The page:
My Original Thoughts (2000):

Held my interest, but not great. Read it in one day. Bland. Abrupt shifts in tense. 

My Current Thoughts:

I vaguely remember this book and am surprised I read it in a single day, since it sounds rather ho-hum. I have King's latest two novels (Writers & Lovers and Euphoria) on my shelf and plan to read both later this year. 

February 18, 2021

Stars of Alabama


2019 Thomas Nelson Audio
Read by Sean Dietrich
Finished on February 11, 2021
Rating: 3/5 (Good)

Publisher's Blurb:

With a voice both humorous and heartfelt, Sean Dietrich—also known as Sean of the South—weaves together a tale about the dignity of humanity and the value of enduring hope. 

One child preacher traveling across the plains.

One young woman with a mysterious touch.

Two old friends, their baby, and their bloodhound.

And all the stars that shine above them.

When fifteen-year-old Marigold becomes pregnant amid the Great Depression, she is rejected by her family and forced to fend for herself. And when she loses her baby in the forest, her whole world turns upside down. She’s even more distraught upon discovering she has an inexplicable power that makes her both beautiful and terrifying—and something of a local legend.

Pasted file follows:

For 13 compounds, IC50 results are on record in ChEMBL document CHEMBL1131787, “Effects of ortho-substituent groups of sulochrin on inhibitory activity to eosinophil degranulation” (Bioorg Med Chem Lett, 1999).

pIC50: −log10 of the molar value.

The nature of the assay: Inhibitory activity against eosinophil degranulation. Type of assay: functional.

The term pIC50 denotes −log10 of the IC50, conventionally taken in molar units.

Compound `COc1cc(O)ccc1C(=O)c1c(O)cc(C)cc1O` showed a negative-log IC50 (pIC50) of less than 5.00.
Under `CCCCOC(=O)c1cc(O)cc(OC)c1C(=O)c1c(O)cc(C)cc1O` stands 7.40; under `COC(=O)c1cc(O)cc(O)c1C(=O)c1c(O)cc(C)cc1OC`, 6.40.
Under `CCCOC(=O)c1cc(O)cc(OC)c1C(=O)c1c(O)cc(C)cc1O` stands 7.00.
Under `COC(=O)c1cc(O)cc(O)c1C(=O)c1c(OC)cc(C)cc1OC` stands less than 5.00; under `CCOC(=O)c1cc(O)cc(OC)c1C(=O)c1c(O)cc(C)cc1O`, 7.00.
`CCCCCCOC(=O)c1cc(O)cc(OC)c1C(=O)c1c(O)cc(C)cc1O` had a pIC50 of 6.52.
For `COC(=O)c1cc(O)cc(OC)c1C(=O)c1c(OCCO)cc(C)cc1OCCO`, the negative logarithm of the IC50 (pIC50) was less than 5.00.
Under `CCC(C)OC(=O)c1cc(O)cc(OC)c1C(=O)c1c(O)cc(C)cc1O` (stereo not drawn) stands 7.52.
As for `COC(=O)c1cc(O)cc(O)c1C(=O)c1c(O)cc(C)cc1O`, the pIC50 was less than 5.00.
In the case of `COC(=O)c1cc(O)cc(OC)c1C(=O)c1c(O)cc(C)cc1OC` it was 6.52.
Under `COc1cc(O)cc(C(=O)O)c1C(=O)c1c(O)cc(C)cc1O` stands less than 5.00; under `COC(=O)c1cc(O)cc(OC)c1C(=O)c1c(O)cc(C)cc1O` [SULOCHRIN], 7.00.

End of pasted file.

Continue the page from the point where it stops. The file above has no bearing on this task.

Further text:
Meanwhile, migrant workers Vern and Paul discover a violet-eyed baby and take it upon themselves to care for her. The men soon pair up with a widow and her two children, and the misfit family finds its way in fits and starts toward taking care of each other.

As survival brings one family together, a young boy finds himself with nary a friend to his name as the dust storms rage across Kansas. Fourteen-year-old Coot, a child preacher with a prodigy’s memory, is on the run with thousands of stolen dollars—and the only thing he’s sure of is that Mobile, Alabama, is his destination.